BPD Update Online, Winter 2007
Combating the Fear: Fulfilling Social Work's Ethical Obligation to Undocumented Immigrants
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Tina Hancock,
North Carolina State University at Raleigh

Public outrage over the presence in the United States of a growing number of undocumented immigrants has led to legislative efforts that are largely punitive in nature toward this population. Never mind that the motive behind this drive, I believe, is politically divisive in nature, as it detracts from more contentious issues such the War on Iraq and long ignored domestic problems such as the lack of health insurance for a substantial proportion of our populace. Sadly, the firestorm of illegal immigration has been ignited and will burn brightly for some time to come with plenty of victims being caught up in the blaze.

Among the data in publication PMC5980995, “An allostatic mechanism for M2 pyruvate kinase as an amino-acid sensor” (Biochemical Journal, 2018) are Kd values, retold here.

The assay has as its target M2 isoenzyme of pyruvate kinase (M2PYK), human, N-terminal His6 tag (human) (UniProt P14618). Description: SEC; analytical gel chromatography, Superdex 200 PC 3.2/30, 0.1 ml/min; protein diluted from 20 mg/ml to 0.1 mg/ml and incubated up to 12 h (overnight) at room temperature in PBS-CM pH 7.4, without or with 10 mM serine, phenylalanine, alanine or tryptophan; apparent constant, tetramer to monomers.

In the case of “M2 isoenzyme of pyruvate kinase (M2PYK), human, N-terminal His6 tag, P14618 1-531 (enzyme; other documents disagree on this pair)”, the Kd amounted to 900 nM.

In North Carolina, where I live and teach, undocumented immigrants now constitute about a half of the 600,000 Latino immigrants residing in the state. The majority of these are Mexicans living in family units whose members have migrated in stages coming directly from rural Mexico or who have moved here from urban areas of the Southwest to escape unemployment, run down neighborhoods and overcrowded schools. Many of these immigrant families include children born in Mexico, as well as younger members born as U.S. citizens. This is a demographic profile not unlike that found in other states throughout the predominantly rural regions of the Southeast and Midwest where the Latino immigrant population especially has burgeoned in the last decade.